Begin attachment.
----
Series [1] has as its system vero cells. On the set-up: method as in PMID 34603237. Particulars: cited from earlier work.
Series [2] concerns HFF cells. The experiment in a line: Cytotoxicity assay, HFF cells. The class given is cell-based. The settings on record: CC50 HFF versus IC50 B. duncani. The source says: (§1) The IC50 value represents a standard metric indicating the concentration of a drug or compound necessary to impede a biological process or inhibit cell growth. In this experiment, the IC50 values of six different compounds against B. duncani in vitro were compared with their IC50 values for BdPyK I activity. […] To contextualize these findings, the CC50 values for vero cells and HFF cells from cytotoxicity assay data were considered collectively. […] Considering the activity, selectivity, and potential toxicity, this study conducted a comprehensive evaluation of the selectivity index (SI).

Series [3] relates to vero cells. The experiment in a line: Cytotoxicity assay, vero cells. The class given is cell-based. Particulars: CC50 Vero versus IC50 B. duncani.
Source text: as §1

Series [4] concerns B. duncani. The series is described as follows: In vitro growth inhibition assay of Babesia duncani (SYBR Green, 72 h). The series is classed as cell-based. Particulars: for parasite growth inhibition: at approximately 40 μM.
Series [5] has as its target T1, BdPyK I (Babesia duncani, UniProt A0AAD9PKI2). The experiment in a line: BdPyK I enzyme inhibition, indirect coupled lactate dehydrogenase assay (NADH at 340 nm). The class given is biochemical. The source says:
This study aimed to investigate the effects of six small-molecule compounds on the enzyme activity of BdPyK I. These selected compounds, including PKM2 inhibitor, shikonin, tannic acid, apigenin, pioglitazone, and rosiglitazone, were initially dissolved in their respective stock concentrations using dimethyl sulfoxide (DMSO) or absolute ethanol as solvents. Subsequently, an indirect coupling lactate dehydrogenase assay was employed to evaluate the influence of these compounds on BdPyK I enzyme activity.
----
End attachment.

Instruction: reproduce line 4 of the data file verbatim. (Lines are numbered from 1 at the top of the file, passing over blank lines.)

Source text: as §1